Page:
By this time the Kingdom of Piedmont-Sardinia under Victor Emmanuel II had joined the fight for Italian unification and his naval forces began to shell the city. The siege of Gaeta was the defining moment in the life and short reign of Queen Maria Sophie. She was constantly on the walls, caring for the wounded, encouraging the troops, shouting defiance at the enemy and sharing her food with the hungry soldiers. It was, however, a hopeless fight and the King and Queen were forced to give up Gaeta and go to Rome where they established a government-in-exile which was recognized by most of Europe. They were honored guests of the Papal court but the position of the Pope was under the same threat that had already befallen their own country.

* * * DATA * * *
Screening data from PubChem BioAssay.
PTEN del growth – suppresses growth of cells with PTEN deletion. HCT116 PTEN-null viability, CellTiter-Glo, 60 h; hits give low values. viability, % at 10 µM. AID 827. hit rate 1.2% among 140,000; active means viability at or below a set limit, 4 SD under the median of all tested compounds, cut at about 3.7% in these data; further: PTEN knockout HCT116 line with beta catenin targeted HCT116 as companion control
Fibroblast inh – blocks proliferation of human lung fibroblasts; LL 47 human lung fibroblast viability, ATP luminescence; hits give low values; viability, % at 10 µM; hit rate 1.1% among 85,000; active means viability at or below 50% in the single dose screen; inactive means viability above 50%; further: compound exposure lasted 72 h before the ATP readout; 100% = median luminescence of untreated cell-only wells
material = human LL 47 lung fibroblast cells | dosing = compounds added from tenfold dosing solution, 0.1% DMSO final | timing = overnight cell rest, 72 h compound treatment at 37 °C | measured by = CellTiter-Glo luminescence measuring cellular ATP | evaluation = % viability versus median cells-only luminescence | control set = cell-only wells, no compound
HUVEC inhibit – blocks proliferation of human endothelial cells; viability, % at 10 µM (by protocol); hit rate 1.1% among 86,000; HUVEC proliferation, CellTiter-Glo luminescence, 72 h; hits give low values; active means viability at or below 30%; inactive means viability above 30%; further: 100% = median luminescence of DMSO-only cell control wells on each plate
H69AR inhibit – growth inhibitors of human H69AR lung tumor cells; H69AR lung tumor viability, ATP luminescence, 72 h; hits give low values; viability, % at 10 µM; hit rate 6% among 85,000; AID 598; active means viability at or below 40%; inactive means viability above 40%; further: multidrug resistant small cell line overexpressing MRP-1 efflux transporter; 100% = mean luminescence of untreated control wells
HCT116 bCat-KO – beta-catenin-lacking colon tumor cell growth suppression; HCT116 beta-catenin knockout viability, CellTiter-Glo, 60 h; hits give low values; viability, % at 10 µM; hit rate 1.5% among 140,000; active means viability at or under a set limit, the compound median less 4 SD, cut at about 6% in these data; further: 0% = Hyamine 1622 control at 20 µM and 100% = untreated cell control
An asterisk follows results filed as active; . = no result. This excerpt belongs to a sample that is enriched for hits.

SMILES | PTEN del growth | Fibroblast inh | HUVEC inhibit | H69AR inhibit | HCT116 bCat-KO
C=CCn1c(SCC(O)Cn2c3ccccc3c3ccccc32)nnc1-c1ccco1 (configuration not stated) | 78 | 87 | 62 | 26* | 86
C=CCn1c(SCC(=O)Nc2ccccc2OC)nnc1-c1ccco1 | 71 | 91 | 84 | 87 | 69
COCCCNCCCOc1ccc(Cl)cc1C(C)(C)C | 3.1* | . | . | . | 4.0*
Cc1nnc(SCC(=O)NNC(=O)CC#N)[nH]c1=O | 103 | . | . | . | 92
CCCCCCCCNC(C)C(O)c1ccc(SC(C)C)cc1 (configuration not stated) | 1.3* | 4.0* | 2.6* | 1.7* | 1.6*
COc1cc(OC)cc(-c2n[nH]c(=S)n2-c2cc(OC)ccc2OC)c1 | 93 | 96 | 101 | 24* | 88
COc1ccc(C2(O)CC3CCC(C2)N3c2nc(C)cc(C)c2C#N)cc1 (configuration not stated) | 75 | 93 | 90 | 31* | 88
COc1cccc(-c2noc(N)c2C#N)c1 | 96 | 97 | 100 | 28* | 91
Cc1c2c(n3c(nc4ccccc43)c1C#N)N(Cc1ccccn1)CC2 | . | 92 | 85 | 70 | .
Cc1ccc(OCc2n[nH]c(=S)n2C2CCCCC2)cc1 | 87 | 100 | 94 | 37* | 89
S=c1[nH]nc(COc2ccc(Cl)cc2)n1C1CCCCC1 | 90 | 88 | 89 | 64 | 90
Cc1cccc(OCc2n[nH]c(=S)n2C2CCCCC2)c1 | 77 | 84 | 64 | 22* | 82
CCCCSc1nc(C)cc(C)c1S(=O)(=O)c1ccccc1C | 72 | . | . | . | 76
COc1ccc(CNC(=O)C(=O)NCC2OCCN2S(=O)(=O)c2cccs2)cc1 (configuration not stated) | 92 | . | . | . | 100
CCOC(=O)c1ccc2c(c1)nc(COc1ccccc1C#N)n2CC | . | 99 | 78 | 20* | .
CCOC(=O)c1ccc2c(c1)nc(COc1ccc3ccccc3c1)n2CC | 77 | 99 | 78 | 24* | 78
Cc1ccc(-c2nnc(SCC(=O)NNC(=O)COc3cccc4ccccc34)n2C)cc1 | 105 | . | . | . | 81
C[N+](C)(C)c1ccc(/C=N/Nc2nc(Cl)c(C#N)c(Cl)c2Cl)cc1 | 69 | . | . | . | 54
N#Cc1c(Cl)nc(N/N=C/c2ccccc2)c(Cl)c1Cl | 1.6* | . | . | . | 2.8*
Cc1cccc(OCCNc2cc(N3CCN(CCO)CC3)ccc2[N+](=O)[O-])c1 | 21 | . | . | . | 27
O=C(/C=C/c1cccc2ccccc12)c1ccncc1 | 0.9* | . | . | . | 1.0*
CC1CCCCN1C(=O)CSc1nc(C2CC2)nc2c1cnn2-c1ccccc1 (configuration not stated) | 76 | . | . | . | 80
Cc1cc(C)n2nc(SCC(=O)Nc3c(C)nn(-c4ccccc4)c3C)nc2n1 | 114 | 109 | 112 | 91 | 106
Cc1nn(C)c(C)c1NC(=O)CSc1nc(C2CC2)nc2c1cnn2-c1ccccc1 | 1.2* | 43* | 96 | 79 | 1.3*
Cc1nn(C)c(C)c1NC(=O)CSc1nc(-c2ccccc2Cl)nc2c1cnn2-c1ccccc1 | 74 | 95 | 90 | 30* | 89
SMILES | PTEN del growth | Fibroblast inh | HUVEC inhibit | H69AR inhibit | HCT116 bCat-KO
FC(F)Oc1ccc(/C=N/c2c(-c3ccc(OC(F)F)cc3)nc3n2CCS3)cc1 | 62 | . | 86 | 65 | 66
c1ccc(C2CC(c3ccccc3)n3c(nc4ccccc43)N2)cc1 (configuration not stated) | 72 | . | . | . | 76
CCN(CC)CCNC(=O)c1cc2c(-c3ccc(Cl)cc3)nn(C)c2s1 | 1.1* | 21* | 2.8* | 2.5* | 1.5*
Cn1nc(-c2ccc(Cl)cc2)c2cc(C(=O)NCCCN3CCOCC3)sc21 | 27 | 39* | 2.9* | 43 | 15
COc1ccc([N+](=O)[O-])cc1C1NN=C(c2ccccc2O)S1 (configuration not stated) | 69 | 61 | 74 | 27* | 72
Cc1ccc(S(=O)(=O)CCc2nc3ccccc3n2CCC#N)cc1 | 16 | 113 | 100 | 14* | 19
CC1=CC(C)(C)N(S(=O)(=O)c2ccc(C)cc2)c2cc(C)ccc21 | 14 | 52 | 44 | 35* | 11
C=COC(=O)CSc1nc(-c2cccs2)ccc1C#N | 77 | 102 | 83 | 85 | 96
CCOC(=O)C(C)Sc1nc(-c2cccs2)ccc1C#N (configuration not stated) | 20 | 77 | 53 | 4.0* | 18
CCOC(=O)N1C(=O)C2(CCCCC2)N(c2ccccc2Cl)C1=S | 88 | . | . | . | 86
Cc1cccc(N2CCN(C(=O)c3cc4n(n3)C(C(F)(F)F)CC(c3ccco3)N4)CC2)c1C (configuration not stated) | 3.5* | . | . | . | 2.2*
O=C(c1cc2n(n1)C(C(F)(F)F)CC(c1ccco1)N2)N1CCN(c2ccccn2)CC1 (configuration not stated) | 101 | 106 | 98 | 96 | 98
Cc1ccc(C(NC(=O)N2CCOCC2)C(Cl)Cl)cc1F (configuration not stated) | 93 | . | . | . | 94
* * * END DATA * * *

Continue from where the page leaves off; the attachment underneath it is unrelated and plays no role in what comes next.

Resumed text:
The marriage of Francis II and Marie Sophie was not always without problems but things did improve somewhat following the birth of their daughter in 1869 though the child only lived a few months. When Italian nationalist troops conquered Rome in 1870, ending the era of Papal rule, the King and Queen went to Bavaria where Francis II died in 1894. However, Queen Maria Sophie continued to preside over a Two-Sicilies court-in-exile and never gave up hope for a restoration of her adopted kingdom. During World War I (not surprisingly for a Bavarian princess) the Queen sided with Germany and Austria and hoped that the defeat of Italy might to lead to the restoration of the Kingdom of the Two Sicilies. However, that was not to be but it is remarkable that the Queen generated so much respect and admiration, even from those who would be her most extreme political enemies such as the famous Italian ultra-nationalist Gabriele d'Annunzio who called her the "stern little Bavarian eagle". The Queen died still in exile in Munich in 1925 but her remains were later moved to Naples where she rests with her short-lived daughter in the Church of Santa Chiara.